The recommendation of using ‘less harmful ways’ in controlling the stone pelters, is acquiescing to accept an unacceptable fact, that the unwilling people need to be humbled by the use of a degree of force. It affirms the right to use force in Kashmir. India has fought against control and colonialism. It would be unfortunate if Indian Government surfaces with a colonial instinct in Kashmir. The people of Kashmir can’t be controlled by any degree of force. Any use of force, would continue to accrue a civil and a criminal liability.

The recommendation made by AI to “Provide relevant training on crowd control measures and the use of force and firearms to security force personnel of the central and state governments, as laid out in the UN Basic Principles on the Use of Force and Firearms by Law Enforcement Officials and UN Code of Conduct for Law Enforcement Officials,” needs to be improved as a recommendation..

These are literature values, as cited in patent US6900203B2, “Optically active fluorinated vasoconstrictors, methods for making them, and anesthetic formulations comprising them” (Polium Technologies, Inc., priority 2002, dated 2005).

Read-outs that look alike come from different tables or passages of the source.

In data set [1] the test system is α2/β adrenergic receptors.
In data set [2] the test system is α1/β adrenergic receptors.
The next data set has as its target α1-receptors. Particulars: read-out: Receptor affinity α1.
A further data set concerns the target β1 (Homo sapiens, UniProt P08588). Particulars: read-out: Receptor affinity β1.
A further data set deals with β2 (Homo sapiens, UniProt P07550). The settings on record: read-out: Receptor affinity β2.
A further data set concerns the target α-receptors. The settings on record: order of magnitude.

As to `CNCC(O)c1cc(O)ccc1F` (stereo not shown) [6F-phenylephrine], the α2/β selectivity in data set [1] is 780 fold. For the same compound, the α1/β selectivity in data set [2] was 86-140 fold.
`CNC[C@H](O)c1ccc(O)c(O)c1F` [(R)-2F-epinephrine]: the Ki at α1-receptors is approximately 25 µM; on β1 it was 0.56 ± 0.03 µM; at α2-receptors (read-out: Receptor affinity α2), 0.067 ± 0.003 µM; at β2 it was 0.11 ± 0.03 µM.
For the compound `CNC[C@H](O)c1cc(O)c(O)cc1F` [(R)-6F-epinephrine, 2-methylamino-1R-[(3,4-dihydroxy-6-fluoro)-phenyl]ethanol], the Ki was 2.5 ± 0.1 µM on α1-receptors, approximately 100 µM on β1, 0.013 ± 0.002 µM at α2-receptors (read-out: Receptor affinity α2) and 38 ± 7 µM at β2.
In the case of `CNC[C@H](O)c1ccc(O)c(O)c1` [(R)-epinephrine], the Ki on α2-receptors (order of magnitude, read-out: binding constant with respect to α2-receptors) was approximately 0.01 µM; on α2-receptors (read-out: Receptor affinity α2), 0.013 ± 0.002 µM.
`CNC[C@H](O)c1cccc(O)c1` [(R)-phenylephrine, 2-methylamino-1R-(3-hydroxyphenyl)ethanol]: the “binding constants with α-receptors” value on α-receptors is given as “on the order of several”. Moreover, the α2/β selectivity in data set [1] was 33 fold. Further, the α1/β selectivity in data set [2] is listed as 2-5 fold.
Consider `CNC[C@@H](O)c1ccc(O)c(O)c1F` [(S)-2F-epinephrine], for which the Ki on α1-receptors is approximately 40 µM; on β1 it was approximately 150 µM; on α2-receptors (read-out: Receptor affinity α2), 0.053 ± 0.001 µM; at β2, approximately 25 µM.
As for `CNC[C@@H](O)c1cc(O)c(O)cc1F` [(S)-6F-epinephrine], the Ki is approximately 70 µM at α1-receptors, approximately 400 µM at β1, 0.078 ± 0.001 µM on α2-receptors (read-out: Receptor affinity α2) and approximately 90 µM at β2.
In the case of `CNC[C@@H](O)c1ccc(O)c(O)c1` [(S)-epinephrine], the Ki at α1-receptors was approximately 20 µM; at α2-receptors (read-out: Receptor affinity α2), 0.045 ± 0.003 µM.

These forces need to be updated on the terms agreed for their admission into Kashmir and informed on the second discipline that UN Security Council Resolution of 21 April 1948 has placed on them. Security forces need to be educated on their sub-ordinate and supplemental role, to aid the State forces. Since we have passed the point of ‘grave emergency’, the role of these forces might be regarded as redundant in law, unless Government of Jammu and Kashmir makes out a convincing case for their need during the conduct of a UN supervised plebiscite. Priorities have changed since Maharaja of Kashmir made a case of ‘grave emergency’ and pleaded for a military assistance.
These forces need to be informed that initially India had requested for a total strength of 21,000 military personnel and Pakistan would not accept a number over 18,000. There are issues that need to be reconciled before allowing these security forces on the streets of Valley of Kashmir. The UN brokered cease fire line is being supervised by UNMOGIP since 1949. There is no external threat to the State and the present strength of security forces has no merit.